Following carnival-like celebration, focus returns for Jackets

ATLANTA — The scene was bizarre, eccentric and bordered somewhere along the lines of pure insanity and peaceful jubilation.

Yet, it was exactly what Paul Johnson had wanted to see.

Before the season began, the Georgia Tech head coach told an Atlanta columnist that he hoped to see a livelier, more energetic crowd at Bobby Dodd Stadium whenever the Yellow Jackets and their unique spread option offense took the field.

Saturday night, he got just what he wanted.

“Yeah, the crowd was great,” Johnson said Sunday afternoon. “You know, I kind of zone out sometimes and I don’t get the full effect. But somebody else told me it was unbelievable.

“I know the players felt like they had a 12th man out there.”

While Johnson may not have been fully conscious of his surrounding environment — he did, after all, have much larger things to worry about — it was hard for any other casual observer to miss the outpouring of support his team received in the moments immediately following the Yellow Jackets’ 28-23 win over then-No. 4 Virginia Tech.

Contributing to the carnival-like atmosphere that descended upon the chilly midtown Atlanta stadium was the sight of a seemingly endless sea of bodies that streamed out of the stands to engulf their football heroes on the field below.

There was also the girl holding a victory cigar while she rode upon the shoulders of a male student who carried her toward the north end zone goal posts.

And then, there were the goal posts themselves, dislodged after the students’ near half-hour struggle of jostling and bouncing atop them.

It was the greatest Georgia Tech moment Josh Nesbitt said he had been around.

“It’s the biggest thing that’s happened to me since I’ve been here,” the junior quarterback said.

After witnessing Nesbitt rush for a career-high three touchdowns, complete one 51-yard pass and lead the then-19th-ranked Yellow Jackets to their sixth victory of the season, the horde on the field did not want to leave.

So they patted Nesbitt and his teammates on their helmets and shoulder pads and whipped out cameras to snap pictures of the massive mosh pit. As flashing lights exploded around them, it was as if each of the several thousand celebrators wanted something tangible to prove they were there the night the Yellow Jackets knocked off the Hokies.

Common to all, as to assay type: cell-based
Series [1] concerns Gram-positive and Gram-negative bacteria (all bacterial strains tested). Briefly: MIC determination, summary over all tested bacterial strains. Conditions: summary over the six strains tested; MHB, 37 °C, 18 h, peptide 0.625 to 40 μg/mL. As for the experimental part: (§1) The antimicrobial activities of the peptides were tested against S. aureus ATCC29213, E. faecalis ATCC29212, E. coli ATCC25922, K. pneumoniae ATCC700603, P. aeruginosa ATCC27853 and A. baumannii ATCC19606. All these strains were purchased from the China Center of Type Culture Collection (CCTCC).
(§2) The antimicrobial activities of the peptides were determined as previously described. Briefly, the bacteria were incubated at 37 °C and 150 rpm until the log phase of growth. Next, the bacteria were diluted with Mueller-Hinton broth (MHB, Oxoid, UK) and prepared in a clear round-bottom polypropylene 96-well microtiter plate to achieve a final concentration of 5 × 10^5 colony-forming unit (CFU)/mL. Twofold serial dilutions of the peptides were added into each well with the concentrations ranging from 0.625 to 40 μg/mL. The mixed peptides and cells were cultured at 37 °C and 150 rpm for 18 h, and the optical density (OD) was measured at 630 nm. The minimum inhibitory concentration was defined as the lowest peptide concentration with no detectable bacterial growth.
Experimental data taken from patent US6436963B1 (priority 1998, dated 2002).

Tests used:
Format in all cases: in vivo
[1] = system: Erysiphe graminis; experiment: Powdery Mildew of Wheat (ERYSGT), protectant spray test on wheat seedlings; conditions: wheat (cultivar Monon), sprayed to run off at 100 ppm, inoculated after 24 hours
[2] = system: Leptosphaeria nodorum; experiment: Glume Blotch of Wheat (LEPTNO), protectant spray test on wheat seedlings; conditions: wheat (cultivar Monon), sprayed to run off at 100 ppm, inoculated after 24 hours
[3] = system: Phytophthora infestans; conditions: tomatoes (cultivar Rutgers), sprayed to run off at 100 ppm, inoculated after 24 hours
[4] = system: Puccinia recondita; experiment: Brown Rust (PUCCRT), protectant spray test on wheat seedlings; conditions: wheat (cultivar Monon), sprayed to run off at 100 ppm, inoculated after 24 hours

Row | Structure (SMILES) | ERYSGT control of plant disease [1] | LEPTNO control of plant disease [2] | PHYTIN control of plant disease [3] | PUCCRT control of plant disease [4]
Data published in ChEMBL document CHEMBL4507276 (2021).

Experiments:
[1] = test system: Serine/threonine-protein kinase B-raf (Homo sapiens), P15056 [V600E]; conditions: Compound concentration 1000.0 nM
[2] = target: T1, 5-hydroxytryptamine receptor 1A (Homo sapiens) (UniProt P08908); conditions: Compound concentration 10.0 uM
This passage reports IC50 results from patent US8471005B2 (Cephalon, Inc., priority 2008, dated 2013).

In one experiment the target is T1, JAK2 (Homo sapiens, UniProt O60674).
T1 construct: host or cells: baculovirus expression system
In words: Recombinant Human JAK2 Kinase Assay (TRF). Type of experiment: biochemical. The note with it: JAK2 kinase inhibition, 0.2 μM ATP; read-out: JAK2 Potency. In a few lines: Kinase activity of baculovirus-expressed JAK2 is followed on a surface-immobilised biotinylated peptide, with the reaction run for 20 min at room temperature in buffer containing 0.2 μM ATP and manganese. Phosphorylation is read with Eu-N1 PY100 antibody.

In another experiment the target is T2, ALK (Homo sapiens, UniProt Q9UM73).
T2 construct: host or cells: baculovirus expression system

In addition to the win over the higher-ranked foe, the Yellow Jackets kept their ACC title hopes alive and jumped high into the BCS standings during the poll’s first weekend release.

Coming in at No. 12 in Sunday’s standings, the Yellow Jackets (6-1, 4-1) also garnered the No. 11 spot in the weekly AP Poll. It is the highest ranking Georgia Tech has had since the week of Sept. 29, 2001, when the Yellow Jackets were ranked ninth. The week before, they had beaten a Johnson-less Navy team 70-7. Johnson arrived at Navy the following year before moving to Georgia Tech last season.

“That’s great,” Johnson said flatly when told how high his team was ranked. “We still have work to do. We won’t be anywhere near (that ranking) if we don’t go out and play well. We need to worry about Virginia.”

This weekend, the Yellow Jackets travel to Charlottesville, Va., where they will play Virginia in an ACC Coastal Division showdown that could impact the race to the conference championship. A win and the Yellow Jackets could sit alone atop the division with two more ACC games left to play.

A victory would also help Georgia Tech exorcise some old demons.

The last time the Yellow Jackets won on the road against the Cavaliers was in October 1990, when Virginia was ranked No. 1.

Amid the festival that took place on Grant Field on Saturday night — the first night since 1962 the Yellow Jackets had beaten a top five program at home — team chaplain Derrick Moore prayed above the Yellow Jackets and their supporters and asked for humility.

“We thank you for victory,” Moore said. “And we thank you for Paul Johnson. … Allow us to stay humble and know that there is still work to be done.”

Defensive tackle Jason Peters has already taken Moore’s message to heart.

“I know there’s a long (series) history, but there are a lot of things like that with a lot of teams we’ve already played this year,” Peters said. “We just have to stay focused on our goals and not necessarily get caught up in all the hype going into it.”


Johnson will be in Macon tonight speaking at the Methodist Home for Children and Youth at 304 Pierce Ave. The program begins at 7 p.m. ... Georgia Tech’s win Saturday makes it bowl eligible for the 13th consecutive season. ... The Yellow Jackets are looking for their fifth straight win, which would be their longest winning streak since winning five in a row in 2006.

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